April 27, 2010


PJ_redshirt I can remember walking into my boss’s office, only months into a new job, to tell him I had screwed up royally on a funding proposal, which would leave us many tens of thousands of dollars short on a project. I remember he sat there staring at his computer screen for nearly a half an hour while I sat opposite him, before he said a word. I was terrified.

I can also remember standing in front of a podium about to address an audience of a few hundred people, to ask them for large sums of money in support of a worthwhile cause, knowing that the cause relied heavily on the success of this event. My heart beat in my throat with unnerving pressure.

I remember the same feeling as I stepped in front of a raging drunk man at a party, as he was about to swing a punch at my good friend who he had mistakenly identified as a swarthy letch who had hit on his girlfriend. Apparently this man had no qualms about hitting a girl and was right prepared to do so to get to my friend.

I had to put my cat down last year after 15 years together. I had to tell a friend of my extreme disappointment in how she had let me down in a big way. I’ve ended relationships.

I gave birth. I’m doing it again. The pain is tremendous and the unknowns weigh heavily. This, and all these situations above, all took courage. Guts. Knowing the consequences (or how they could be), required me to be brave. Many people have been much more brave in situations far more dire. I’ve been lucky, I suppose.

But far and above the one thing that has taken the most courage, and that leaves me shaky and full of breath-holding fear every day, has been becoming a parent. Not the labour, messy newborn stuff where I have to deal with pain or circumstantial crying, fatigue, etc. No, not that at all. That’s nothing. The commitment to this little living thing, and the heart-breaking LOVE I have for my child leaves me absolutely panic-stricken.

I covet my child. I absolutely love her with all of my being. I am not ashamed to say it is more so now than it was when she came out of me, clawing at my insides to make her way into the world. This love has grown strong over time, as I begin to see her personality and we become invested in each other. Now, it’s scary love. The kind of love with an edge that I’ve only come close to in the throes of passion with the man I married. I know he understands this and that it doesn’t mean I love him any less – our love continues to grow and mature in ways that are tremendous, but I’m talking about something that can only develop with a little person you’ve had a hand in creating from your own flesh and blood.

Yes, it is exhilarating. I would stop the world for her, do anything. The feedback I get and the love that is returned is otherworldly. But my god is it frightening to think of *anything* happening to her. Frightening is not the word…. absolutely petrifying, it makes me feel nauseous. If I lost her, I can’t imagine ever coming back. I can’t imagine being able to live. That takes more courage than I’ve ever known, going into every day and night knowing how much I stand to lose, and consciously agreeing to put ones self in that position for basically the rest of your life. I don’t think it gets any easier, I think you fear as much for the loss of your child through your maturity as you do early on.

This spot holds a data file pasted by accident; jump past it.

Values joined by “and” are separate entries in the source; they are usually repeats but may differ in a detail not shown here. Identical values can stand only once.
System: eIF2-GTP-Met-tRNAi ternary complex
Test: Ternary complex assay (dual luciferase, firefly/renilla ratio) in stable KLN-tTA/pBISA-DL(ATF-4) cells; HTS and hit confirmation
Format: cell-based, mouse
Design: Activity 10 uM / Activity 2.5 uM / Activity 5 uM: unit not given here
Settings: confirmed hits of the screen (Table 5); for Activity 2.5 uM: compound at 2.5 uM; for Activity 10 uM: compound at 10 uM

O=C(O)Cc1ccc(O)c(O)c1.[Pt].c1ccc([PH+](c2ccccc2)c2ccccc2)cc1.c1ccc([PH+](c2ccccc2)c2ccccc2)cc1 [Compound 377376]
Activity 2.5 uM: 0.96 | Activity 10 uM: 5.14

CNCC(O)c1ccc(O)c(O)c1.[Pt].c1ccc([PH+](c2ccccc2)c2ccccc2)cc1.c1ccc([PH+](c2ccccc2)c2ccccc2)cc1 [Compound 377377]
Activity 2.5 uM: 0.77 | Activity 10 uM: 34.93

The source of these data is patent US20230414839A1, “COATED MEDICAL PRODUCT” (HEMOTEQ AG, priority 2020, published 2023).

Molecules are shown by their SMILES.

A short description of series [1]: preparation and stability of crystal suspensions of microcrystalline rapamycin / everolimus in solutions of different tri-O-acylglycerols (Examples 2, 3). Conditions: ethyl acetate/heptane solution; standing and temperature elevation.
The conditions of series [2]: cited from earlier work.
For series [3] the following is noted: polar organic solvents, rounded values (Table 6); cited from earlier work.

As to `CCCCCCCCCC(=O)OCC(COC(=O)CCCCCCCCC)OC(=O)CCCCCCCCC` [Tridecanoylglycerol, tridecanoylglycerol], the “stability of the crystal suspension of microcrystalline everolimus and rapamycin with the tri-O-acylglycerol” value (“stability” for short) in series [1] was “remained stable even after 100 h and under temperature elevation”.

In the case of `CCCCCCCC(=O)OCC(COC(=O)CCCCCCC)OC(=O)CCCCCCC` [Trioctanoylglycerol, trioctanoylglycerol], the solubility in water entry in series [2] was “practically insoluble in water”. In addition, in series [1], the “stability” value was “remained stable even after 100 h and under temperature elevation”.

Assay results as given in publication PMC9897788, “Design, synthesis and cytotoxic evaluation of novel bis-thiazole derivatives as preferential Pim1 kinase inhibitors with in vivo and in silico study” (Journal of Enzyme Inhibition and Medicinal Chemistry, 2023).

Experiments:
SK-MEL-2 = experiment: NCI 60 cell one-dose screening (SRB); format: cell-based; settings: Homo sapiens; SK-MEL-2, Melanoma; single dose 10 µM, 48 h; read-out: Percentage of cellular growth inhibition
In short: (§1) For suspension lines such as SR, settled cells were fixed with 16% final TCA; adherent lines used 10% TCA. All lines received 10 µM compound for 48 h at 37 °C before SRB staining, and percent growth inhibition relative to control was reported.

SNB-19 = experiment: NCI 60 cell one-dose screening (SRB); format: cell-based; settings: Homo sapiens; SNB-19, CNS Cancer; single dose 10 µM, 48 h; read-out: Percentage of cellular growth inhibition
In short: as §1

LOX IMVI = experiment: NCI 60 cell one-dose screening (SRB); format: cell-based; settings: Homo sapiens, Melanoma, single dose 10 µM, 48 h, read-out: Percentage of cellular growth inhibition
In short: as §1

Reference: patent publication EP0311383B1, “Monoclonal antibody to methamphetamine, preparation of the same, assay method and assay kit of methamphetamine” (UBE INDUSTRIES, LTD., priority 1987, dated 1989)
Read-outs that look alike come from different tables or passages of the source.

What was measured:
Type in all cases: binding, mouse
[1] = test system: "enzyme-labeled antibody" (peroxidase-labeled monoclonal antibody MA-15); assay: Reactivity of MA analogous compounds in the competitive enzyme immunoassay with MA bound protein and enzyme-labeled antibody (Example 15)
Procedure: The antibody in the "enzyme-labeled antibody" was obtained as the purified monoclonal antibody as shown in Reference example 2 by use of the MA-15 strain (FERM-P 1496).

Of course, I try not to think in these terms and I know I could not have known the extent of this emotion before I had my child. But now I sit, in the wee hours of morning because I can’t sleep due to my man-cold, and my discomfort and my anticipation of the pending birth of Version 2.0, and I can’t help but wonder how there is possibly room in my heart to both hold the love for another child, and to find the courage to become doubly as vulnerable… in a few days’ time. I know it’s the most precious gift and I should remind myself of that daily. I do. I really, really do. In no way do I reflect on this and think “what have I done??” but it sure makes your other moments of back-patting courage seem measly when taken into perspective.

As we anxiously await the arrival of our second little gift, I wonder if I am alone in this neuroses, overanalyzing this state. Is it easier to just not go there or does anyone else feel as … exposed and vulnerable from something they wouldn’t trade for the world?


kirsten said...

Oh my god steph...you are SO NOT ALONE. i know this sounds so depressing and melo-dramatic but what you have described above is exactly what is keeping me from having another. i would not want to live in a world where logan didn't exist. if i have another child, and something were to happen to him, i would have no choice but to go on. i know totally depressing and such a horrible way to make such an important decision. the love we have for our children is impossible to put into words. they are physically and emotionally a part of you.

Anonymous said...

Absolutely not alone. I was pondering this exact feeling the other day and it shook me to the core. I can't imagine a day without my daughter. The more she becomes a little girl, the more in love I fall with her. I'll try not to think on this subject any further because it hurts. you are one brave chick.

Kirsten, you said it perfectly. One is terrifying enough.

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